Published online Aug 21, 2018. doi: 10.3748/wjg.v24.i31.3500
Peer-review started: April 16, 2018
First decision: May 16, 2018
Revised: May 29, 2018
Accepted: June 27, 2018
Article in press: June 27, 2018
Published online: August 21, 2018
The initiation and progression of liver cancer, including hepatocellular carcinoma and intrahepatic cholangiocarcinoma, are dependent on its tumor microenvironment. Immune cells are key players in the liver cancer microenvironment and show complicated crosstalk with cancer cells. Emerging evidence has shown that the functions of immune cells are closely related to cell metabolism. However, the effects of metabolic changes of immune cells on liver cancer progression are largely undefined. In this review, we summarize the recent findings of immunometabolism and relate these findings to liver cancer progression. We also explore the translation of the understanding of immunometabolism for clinical use.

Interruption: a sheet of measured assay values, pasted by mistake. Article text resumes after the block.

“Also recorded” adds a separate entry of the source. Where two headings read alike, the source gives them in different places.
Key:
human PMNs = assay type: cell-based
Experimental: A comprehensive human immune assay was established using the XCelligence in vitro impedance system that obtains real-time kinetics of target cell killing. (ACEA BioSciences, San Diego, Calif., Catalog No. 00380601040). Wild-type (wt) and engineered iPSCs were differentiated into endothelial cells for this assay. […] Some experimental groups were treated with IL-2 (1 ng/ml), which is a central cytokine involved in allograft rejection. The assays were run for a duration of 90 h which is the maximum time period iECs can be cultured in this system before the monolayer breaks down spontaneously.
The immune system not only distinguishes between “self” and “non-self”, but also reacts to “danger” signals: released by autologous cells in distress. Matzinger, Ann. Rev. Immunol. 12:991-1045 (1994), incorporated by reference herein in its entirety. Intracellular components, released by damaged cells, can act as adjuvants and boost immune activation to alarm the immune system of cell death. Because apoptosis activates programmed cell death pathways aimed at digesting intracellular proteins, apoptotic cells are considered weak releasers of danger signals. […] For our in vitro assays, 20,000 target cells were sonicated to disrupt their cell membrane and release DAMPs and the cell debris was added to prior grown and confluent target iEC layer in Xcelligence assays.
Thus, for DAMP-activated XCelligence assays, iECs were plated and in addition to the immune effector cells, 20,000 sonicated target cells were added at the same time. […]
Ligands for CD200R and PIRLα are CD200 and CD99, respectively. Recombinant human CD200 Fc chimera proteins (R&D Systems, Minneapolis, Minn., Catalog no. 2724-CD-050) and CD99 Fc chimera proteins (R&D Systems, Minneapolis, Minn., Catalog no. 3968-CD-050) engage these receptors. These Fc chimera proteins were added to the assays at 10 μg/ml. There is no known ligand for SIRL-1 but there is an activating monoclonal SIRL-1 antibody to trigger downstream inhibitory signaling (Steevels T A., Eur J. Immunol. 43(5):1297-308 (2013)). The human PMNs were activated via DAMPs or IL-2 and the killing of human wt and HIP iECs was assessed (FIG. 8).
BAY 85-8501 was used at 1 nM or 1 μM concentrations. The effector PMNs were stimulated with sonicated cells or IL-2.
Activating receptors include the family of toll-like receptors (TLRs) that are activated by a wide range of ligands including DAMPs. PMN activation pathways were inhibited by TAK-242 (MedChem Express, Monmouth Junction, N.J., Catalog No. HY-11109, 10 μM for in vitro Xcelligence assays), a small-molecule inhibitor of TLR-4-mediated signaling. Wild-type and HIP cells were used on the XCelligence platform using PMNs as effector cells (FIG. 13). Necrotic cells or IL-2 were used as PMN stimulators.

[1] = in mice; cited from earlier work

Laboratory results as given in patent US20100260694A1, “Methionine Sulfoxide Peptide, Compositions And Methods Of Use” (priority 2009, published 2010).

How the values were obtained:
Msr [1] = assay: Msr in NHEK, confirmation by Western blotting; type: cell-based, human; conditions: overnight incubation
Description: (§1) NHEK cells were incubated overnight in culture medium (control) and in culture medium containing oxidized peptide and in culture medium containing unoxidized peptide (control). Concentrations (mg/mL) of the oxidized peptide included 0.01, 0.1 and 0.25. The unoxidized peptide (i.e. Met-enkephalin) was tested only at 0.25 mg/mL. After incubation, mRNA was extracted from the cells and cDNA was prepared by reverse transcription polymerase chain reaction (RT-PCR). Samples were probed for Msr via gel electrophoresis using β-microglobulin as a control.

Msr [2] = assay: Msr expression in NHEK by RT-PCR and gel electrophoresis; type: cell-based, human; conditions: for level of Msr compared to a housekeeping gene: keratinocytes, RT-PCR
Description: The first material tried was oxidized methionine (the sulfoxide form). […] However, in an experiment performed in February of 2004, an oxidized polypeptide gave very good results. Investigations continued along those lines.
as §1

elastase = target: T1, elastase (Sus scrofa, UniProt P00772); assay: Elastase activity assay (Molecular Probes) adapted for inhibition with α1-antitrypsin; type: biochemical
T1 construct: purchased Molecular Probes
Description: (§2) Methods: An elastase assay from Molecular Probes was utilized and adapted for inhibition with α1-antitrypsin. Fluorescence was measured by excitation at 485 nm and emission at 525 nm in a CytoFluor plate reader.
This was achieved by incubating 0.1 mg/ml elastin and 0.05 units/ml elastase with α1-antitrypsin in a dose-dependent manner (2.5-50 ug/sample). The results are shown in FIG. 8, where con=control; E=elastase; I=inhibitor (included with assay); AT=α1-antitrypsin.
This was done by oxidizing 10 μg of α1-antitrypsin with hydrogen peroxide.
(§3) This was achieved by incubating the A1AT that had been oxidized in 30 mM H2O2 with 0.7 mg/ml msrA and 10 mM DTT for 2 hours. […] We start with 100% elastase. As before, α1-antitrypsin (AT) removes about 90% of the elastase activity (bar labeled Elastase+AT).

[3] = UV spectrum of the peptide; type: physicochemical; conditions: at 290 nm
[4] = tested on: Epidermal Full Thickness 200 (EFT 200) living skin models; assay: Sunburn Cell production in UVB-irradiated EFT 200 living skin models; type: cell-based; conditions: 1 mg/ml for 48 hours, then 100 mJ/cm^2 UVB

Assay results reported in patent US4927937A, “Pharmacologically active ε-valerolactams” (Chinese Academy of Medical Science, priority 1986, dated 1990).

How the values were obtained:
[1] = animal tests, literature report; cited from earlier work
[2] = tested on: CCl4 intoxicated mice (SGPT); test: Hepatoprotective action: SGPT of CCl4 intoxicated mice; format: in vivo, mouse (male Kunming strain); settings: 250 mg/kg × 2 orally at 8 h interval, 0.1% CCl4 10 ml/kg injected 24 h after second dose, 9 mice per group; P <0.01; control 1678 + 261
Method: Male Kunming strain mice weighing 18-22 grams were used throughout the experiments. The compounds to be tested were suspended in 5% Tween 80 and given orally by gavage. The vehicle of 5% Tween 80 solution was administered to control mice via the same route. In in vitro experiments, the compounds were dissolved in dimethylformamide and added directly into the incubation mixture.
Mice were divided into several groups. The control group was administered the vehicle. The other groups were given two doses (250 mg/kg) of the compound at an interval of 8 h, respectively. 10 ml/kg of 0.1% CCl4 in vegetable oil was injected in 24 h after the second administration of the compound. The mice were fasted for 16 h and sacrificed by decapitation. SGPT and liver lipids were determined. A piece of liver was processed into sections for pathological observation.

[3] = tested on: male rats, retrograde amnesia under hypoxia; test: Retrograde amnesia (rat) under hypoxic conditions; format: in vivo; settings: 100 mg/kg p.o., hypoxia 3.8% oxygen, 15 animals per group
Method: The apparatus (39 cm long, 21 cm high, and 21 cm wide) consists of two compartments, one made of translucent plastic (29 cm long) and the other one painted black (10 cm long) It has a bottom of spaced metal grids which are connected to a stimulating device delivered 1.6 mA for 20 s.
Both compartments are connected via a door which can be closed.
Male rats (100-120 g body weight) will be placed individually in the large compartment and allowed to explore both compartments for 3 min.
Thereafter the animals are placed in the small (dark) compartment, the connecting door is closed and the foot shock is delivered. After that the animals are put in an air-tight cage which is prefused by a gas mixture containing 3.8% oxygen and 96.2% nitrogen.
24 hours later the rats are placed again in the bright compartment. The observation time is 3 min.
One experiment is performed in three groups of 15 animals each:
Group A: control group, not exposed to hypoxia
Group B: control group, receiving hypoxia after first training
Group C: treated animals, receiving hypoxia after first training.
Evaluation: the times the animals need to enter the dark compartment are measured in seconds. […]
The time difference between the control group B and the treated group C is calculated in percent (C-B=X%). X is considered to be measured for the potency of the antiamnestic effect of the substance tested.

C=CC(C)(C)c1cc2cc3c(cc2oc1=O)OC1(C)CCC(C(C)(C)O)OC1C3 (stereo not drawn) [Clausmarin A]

Core tip: The liver microenvironment provides a special place for initiation and progression of liver cancer, in which immune cells play a vital role. On the one hand, immunosuppression leads to tumor survival and progression; on the other hand, the instigation of tumor metabolites and signal molecules to immune cells makes the state of immunosuppression further strengthened. Intensive studies of the metabolic state of immune cells in the tumor microenvironment is beneficial to our understanding of the regulation of pro-tumor patterns, and to provide theoretical basis and guidance for immunometabolic therapies for liver cancer.